Basically, every claim must be examined on it's own merits, taking into consideration how extraordinary the claim is and how strong the evidence. This is how I have come to my conclusions about Judaism.

http://jewishphilosopher.blogspot.com/2006/12/truth-of-judaism.html

Anonymous said...

The Aztec National Revelation was recorded in the "Chronica Mexicayotl" which was written a century after the conquest, and was discovered two centuries later in an Italian library. I couldn't find any evidence that the Aztec ever saw it, let alone accepted it as their authentic history. Chronicles written closer to the Conquest do not mention any national revelation. This indicates that the Aztec never had a national revelation as part of their history.

Anonymous said...

The authors of this book:

http://www.whoreallywrotethebible.com/


neatly and effectively trash the documentary hypothesis using documentary hypothesis logic.

Shalmo said...

"According to the Hindu scriptures, all the people who witnessed the revelation dies shortly after. Nonone could ask why his Grandfather didn't tell him. And the miracles of the New Testimate where not witnessed by the whole nation. Which means that they were witnessed by someone else's grandparents. Not falsifiable."

Bullocks! You are distorting hinduism to save face. Almost all hindu gods, even monotheistic ones, reveal themselves through national revelation.

If they all died then why do followers of Shiva and the gang continue to exist today. Your grandfather nonsense can just as squarely be applied to Judaism.

And its interesting you brought the New Testament up, since by all accounts almost everything in the New Testament historically has more credibility than any book in the Old Testament. IF you are going to dismiss the miracles of Jesus, then why the special pleadings with the prophets of Israel? If you cannot believe Jesus raised people from the dead then why not the same for Elijah?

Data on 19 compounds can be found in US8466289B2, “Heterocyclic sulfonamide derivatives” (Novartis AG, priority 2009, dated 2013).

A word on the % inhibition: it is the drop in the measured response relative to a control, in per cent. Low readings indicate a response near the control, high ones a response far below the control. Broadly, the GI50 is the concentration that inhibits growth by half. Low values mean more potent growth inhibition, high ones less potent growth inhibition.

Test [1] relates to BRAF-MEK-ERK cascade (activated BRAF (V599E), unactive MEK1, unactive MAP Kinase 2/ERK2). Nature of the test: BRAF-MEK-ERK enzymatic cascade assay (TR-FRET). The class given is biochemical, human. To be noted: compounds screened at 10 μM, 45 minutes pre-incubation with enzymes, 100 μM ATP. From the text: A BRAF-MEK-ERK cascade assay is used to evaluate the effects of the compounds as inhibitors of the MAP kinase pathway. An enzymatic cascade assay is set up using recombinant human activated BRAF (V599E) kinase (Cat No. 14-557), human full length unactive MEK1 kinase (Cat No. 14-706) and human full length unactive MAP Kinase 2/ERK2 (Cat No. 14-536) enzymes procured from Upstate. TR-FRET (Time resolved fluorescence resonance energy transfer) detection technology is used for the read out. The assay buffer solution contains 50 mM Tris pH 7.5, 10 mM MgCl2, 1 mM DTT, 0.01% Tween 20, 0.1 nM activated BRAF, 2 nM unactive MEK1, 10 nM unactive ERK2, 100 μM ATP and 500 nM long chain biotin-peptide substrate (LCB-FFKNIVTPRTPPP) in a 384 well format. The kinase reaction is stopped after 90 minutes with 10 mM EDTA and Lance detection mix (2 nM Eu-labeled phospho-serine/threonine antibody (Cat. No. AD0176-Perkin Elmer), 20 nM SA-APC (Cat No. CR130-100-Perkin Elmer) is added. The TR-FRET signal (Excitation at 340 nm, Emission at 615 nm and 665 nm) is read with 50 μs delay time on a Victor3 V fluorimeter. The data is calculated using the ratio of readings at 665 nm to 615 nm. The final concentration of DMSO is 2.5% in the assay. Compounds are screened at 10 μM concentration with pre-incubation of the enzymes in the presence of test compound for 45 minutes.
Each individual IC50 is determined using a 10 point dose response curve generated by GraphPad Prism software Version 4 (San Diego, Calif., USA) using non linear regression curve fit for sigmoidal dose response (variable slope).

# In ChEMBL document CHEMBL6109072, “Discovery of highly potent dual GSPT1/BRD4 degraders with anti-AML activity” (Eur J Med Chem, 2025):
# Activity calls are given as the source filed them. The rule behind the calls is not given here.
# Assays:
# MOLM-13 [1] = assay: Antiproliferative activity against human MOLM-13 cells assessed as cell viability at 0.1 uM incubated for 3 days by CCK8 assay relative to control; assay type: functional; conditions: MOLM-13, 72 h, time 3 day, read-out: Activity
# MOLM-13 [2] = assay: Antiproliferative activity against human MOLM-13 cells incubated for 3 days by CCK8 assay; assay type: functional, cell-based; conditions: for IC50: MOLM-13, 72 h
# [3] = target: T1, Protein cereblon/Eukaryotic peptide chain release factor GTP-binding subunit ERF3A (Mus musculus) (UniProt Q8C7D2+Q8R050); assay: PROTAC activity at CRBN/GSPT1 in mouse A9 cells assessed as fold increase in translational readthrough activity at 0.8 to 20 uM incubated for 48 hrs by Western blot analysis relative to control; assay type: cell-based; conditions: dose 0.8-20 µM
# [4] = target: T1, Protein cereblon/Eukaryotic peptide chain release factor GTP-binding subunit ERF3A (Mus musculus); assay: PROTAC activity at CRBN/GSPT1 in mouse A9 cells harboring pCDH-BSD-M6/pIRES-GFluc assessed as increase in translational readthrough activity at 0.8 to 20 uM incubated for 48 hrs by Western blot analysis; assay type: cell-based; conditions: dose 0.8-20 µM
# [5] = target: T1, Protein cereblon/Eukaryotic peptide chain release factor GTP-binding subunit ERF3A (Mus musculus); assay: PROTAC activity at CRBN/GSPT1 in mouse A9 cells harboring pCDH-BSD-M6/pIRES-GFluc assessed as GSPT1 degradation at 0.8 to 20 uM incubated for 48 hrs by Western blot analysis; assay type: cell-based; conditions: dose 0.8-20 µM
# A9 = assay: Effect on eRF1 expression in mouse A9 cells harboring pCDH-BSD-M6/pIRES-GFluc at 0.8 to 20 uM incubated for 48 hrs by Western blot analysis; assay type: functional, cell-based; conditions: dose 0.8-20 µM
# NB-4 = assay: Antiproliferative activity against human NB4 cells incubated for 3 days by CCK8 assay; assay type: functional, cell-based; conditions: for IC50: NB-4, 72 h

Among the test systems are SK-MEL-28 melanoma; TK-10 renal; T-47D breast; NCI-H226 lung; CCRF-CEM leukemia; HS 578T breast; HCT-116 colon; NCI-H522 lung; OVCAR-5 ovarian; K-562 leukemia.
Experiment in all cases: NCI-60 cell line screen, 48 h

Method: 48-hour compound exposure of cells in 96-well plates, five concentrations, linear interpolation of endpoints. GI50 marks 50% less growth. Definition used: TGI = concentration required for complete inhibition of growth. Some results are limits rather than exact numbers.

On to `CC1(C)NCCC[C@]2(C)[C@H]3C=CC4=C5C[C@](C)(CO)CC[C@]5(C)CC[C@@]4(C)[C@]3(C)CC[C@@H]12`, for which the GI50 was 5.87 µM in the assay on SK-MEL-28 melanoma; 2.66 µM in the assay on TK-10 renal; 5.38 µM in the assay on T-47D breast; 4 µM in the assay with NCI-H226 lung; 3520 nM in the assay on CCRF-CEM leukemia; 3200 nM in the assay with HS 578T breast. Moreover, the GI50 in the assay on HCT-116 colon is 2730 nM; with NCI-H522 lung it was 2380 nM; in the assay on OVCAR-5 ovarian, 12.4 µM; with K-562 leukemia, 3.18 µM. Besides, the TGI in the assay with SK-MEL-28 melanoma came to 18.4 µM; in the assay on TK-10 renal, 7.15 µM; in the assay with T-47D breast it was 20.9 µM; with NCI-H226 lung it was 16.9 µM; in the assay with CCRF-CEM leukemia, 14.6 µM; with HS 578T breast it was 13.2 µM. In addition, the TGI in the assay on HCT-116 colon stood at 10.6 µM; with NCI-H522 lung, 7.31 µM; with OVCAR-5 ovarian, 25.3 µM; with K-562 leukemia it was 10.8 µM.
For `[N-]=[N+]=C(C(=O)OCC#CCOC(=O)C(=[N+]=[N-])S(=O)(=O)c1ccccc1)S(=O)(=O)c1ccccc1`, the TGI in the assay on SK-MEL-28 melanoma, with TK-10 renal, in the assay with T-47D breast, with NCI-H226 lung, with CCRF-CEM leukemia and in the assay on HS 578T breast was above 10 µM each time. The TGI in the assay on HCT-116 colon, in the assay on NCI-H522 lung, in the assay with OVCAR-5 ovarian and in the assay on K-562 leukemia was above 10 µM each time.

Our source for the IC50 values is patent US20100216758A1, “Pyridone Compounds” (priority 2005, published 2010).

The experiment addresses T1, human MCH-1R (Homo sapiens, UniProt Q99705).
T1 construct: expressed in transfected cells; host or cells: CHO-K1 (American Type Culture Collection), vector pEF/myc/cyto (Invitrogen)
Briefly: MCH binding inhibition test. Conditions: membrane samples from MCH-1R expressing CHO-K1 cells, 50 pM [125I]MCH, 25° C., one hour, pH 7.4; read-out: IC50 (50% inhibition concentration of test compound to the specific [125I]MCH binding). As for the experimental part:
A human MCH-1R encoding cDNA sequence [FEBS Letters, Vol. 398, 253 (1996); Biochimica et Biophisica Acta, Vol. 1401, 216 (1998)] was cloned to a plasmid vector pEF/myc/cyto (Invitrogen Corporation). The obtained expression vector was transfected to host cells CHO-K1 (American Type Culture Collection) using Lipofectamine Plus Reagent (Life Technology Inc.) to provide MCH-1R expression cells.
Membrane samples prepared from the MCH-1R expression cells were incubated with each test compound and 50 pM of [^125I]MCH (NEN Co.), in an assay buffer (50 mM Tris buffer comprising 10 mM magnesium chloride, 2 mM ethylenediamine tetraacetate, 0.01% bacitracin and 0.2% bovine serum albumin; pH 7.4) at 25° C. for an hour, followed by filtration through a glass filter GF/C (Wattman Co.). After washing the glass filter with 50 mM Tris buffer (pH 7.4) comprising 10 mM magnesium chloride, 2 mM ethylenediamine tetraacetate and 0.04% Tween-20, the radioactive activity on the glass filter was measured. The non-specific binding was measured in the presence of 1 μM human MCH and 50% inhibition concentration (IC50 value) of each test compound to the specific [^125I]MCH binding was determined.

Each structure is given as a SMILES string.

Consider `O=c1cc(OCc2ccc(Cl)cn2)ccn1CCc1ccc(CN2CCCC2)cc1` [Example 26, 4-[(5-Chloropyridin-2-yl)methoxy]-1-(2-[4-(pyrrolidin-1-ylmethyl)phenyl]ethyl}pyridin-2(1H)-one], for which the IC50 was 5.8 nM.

Anonymous said...

According to the Hindu scriptures, the gods revealed themselves to individuals. This is the way it happened with all religions except Judaism The one time when there was a national revelation, the people who witnessed it dies.

And Jesus resurecting Lazarus was not witnessed by the whole nation, just other people's grandparents.

Anonymous said...

The only reference I could find to a national revelation in the Hindu scriptures was inthe Maharabata when Krishna revealed himself to one the sides in a war. Everyone who saw Krishna was killed. Except for 4 survivors. The winesses to the revelation at Sinai survived to tell their children and write down so it could become the authentic history of the Nation. So easy to falsify.

Anonymous said...

Shalmo:

The Gospels contradict each other. This has been known to scholars for centuries. Mathew Mark and Luke are called the Synoptic Gospels because it is possible to reconcile the accounts. The gospel of John cannot be made to match the other three. So the New Testimate contradicts itself. This casts dob't on the accuracy of the New Testimate. And I seem to recall that the four Gospels all give different accounts of who found the tomb empty. Please correct me if I'm wrong.

NC said...

Anon-You are basically saying: mass revelation claims are different than other religious claims because fabricated mass revelations would have been falsified; therefore it is true.

This is mere conjecture, what would have/could have been falsified if it were fabricated. If you assert this, I again demand that you justify this special pleading by giving me one or more examples of mass revelation claims that turned out to be true. I will thus be able to know, by inference, that mass revelation claims are different than other religious claims, and are generally true.

Anything else is just baseless guessing.

" I have no problem believing Jesus walked on water. Even if he did, it might make him a sorcerer not a God."

I guess you really are gullible. Sorcerer?

jewish philosopher said...

You're simply close minded. You approach life with an attitude that anything accepted by most scientists is true, anything else is not, case close.

Anonymous said...

NC:

Mass revelation claims are different than other religious claims because they could, and would be falsified.

There have been no other true mass revelations besides Sinai, so there are no other examples. That's kinda the whole point of Sinai.